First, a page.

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Day Tripper - Delaware Water Gap
06/26/2011 - By Christine Burke Eskwitt
Hiking, camping and more on the Delaware Water Gap
If you live in Monmouth County, did you know that in slightly less than two hours you and your family can explore the largest recreation area in the eastern U.S.? Where else can you find, all in one place:
• 40 miles of calm river
• 67,000 acres of valley
• the world-famous "Water Gap"
• 100 miles of trails along streams, ridges, and mountains
• 27 miles of the Appalachian Trail• Bountiful wildlife
• Hemlock and rhododendron ravines
• 200 miles of scenic roadways
• Historic villages
• 200 structures from the area’s colonial and recent past
Most of us couldn’t put our finger on the map and point out the Delaware Water Gap National Recreation Area. We kind of know where it is but are not exactly sure. Maybe you visited once on a school trip, but that was a while ago. I can’t say I’ve been a frequent visitor since my days as president of the Hiking Club at Mater Dei High School, Class of ’76, but as the Park’s three million annual visitors can attest, there’s something for everyone at the Delaware Water Gap National Recreation Area.
For Geography Buffs
The Delaware Water Gap National Recreation Area is on the border of New Jersey and Pennsylvania. The recreation area encompasses 67,000 acres of mountain ridge, forest, and floodplain on both the NJ and PA sides of the Delaware River. A water gap is a geological feature where a river cuts through a mountain ridge. The Delaware Water Gap began to form four hundred fifty million years ago when quartz pebbles were deposited in a shallow sea on top of the Ordovician Martinsburg shale. The Martinsburg shale was uplifted when a chain of volcanic islands collided with proto-North America around four hundred fifty million years ago. These islands went over the North American plate. This collision deposited rock on top of the North American plate, which eventually formed to become the Delaware Water Gap.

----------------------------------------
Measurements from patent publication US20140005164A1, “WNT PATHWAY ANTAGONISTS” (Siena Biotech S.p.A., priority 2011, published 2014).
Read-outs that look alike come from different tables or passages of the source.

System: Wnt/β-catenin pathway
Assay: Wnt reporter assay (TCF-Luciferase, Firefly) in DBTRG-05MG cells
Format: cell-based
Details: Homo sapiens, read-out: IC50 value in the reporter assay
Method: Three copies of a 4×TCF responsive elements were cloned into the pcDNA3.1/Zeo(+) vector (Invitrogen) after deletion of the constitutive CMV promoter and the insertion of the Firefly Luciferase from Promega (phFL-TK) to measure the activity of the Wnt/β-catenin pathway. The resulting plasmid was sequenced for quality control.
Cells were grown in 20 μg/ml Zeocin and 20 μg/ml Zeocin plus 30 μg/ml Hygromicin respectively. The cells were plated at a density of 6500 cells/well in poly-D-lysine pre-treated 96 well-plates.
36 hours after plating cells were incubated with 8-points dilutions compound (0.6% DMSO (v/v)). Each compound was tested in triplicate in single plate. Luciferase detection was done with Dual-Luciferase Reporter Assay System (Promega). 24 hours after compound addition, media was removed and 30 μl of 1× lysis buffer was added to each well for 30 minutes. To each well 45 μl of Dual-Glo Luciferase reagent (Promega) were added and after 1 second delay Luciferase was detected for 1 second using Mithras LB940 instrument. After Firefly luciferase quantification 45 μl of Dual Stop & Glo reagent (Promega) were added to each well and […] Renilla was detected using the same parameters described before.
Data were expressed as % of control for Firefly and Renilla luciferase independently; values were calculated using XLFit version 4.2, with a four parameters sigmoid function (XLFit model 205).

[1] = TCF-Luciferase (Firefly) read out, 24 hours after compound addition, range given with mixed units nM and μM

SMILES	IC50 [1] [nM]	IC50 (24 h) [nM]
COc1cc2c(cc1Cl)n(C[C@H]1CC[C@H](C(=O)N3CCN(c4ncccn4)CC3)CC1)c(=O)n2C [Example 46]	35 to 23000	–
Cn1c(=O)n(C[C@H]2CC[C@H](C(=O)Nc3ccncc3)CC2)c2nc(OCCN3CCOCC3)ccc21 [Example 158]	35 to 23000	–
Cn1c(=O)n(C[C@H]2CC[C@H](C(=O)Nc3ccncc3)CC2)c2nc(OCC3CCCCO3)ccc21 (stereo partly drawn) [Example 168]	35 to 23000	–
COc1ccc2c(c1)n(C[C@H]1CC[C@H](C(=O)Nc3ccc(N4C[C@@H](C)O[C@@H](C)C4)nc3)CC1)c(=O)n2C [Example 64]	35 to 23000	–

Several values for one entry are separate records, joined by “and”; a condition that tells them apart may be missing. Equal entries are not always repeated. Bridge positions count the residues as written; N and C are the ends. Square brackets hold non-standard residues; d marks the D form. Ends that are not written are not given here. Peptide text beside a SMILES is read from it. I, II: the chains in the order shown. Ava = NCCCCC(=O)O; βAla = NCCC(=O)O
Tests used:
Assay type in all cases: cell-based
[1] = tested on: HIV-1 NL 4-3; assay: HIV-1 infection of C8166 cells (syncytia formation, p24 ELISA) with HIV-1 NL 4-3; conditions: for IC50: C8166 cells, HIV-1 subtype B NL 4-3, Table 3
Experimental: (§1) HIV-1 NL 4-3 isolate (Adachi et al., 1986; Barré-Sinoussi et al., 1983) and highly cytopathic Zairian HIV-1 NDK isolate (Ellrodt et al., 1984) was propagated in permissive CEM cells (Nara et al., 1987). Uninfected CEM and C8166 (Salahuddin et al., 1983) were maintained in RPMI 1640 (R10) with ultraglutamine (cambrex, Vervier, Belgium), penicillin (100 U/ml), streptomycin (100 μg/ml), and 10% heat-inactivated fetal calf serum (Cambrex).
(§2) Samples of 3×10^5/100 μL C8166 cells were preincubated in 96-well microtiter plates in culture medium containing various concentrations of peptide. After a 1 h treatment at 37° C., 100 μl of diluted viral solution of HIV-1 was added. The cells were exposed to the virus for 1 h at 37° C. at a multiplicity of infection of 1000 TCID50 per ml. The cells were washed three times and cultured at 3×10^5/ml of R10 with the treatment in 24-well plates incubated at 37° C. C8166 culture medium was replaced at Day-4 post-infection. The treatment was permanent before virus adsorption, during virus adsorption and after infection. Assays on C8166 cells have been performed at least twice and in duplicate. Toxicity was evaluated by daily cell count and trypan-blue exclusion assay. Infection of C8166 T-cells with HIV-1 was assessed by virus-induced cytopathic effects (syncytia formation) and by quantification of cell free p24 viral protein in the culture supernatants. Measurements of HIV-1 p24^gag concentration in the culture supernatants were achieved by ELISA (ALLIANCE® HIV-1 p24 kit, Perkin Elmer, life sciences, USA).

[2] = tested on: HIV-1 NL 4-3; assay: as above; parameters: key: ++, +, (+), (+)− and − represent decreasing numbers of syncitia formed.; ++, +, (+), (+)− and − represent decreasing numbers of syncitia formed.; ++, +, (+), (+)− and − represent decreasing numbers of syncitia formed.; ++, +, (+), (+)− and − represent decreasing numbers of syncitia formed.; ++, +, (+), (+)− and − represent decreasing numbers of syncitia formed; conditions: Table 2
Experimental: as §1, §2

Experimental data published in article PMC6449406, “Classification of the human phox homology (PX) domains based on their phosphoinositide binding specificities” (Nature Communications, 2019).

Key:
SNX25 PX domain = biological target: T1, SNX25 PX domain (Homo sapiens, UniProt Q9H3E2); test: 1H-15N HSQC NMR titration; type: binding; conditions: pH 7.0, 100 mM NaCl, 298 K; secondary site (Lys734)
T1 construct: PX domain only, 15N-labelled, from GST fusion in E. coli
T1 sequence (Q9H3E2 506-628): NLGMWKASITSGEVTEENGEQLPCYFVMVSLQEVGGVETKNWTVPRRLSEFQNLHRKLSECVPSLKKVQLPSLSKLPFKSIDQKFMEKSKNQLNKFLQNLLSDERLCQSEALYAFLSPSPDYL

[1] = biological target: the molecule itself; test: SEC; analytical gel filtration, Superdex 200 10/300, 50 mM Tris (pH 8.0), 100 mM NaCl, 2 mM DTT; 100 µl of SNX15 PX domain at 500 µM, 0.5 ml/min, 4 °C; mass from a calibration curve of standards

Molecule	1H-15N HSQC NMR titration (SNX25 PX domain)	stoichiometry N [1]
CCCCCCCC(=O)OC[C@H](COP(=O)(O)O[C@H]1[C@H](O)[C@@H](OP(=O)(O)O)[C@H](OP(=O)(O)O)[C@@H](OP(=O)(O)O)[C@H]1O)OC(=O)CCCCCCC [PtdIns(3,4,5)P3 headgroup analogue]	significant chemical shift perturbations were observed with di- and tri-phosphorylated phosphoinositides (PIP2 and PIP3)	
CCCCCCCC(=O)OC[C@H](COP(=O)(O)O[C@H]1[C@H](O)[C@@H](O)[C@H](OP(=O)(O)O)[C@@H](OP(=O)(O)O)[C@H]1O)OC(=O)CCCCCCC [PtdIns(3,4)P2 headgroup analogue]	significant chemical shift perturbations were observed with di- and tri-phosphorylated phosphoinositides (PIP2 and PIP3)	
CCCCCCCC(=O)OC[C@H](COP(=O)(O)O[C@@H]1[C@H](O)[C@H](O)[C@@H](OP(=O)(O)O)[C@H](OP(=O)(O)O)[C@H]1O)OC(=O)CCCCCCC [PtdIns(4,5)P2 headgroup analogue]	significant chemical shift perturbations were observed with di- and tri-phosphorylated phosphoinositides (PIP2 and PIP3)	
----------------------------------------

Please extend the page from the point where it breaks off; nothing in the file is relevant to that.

For History Buffs
Though set aside as an area for outdoor recreation, the Delaware Water Gap is rich in history. The park encompasses significant Native American archeological sites. A number of structures also remain from early Dutch settlement and the colonial era. The entire region was a frontier of the French & Indian War. Historic rural villages from the 18th and 19th centuries remain intact on the New Jersey side, and landscapes of past settlements are scattered throughout the park. In the 19th century, the village of Delaware Water Gap was a focus of the early resort industry fostered by the railroads.
Even today the region is known for its vacation appeal. Route 80, which leads us to the Delaware Water Gap, is the oldest commercial highway in the United States. Winding its way from New England to Philadelphia, Route 80 follows an aboriginal trail along the Delaware River believed to be 8,000 years old. In American Colonial times dating from 1652, Dutch settlers carried copper ore from rich mines located near the Delaware Water Gap to Kingston, New York along the route. Houses along the road became vital refuges and forts for settlers during the French and Indian War. George Washington's soldiers used the road and John Adams and Ben Franklin were frequent travelers. During the mid 19th Century part of the Old Mine Road became links in the Underground Railroad.
Step back to the year 1900 at Millbrook Village, open weekends in the summer. In October, one hundred volunteer “villagers” bring the place alive for “Millbrook Days.”
For Nature Buffs